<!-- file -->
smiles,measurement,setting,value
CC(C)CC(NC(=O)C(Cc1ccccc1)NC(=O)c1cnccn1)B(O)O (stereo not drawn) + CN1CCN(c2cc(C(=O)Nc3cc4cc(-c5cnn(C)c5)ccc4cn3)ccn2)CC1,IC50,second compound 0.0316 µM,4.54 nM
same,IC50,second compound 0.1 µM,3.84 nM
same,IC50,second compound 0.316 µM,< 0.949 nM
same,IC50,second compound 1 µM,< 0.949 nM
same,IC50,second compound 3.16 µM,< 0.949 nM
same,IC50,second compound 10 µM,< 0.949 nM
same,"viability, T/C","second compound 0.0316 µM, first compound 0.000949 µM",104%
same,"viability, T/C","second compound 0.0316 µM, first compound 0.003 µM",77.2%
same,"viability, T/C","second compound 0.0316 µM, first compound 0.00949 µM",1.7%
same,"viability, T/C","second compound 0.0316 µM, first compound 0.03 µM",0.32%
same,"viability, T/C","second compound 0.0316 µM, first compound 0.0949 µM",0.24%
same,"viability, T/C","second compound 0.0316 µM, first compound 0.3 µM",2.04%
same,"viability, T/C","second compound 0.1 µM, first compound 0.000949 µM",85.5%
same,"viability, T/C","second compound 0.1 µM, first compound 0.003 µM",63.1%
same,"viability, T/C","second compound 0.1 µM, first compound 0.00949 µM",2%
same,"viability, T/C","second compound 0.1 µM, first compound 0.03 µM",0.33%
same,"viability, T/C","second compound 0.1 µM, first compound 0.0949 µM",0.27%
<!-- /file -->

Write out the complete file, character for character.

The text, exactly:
smiles,measurement,setting,value
CC(C)CC(NC(=O)C(Cc1ccccc1)NC(=O)c1cnccn1)B(O)O (stereo not drawn) + CN1CCN(c2cc(C(=O)Nc3cc4cc(-c5cnn(C)c5)ccc4cn3)ccn2)CC1,IC50,second compound 0.0316 µM,4.54 nM
same,IC50,second compound 0.1 µM,3.84 nM
same,IC50,second compound 0.316 µM,< 0.949 nM
same,IC50,second compound 1 µM,< 0.949 nM
same,IC50,second compound 3.16 µM,< 0.949 nM
same,IC50,second compound 10 µM,< 0.949 nM
same,"viability, T/C","second compound 0.0316 µM, first compound 0.000949 µM",104%
same,"viability, T/C","second compound 0.0316 µM, first compound 0.003 µM",77.2%
same,"viability, T/C","second compound 0.0316 µM, first compound 0.00949 µM",1.7%
same,"viability, T/C","second compound 0.0316 µM, first compound 0.03 µM",0.32%
same,"viability, T/C","second compound 0.0316 µM, first compound 0.0949 µM",0.24%
same,"viability, T/C","second compound 0.0316 µM, first compound 0.3 µM",2.04%
same,"viability, T/C","second compound 0.1 µM, first compound 0.000949 µM",85.5%
same,"viability, T/C","second compound 0.1 µM, first compound 0.003 µM",63.1%
same,"viability, T/C","second compound 0.1 µM, first compound 0.00949 µM",2%
same,"viability, T/C","second compound 0.1 µM, first compound 0.03 µM",0.33%
same,"viability, T/C","second compound 0.1 µM, first compound 0.0949 µM",0.27%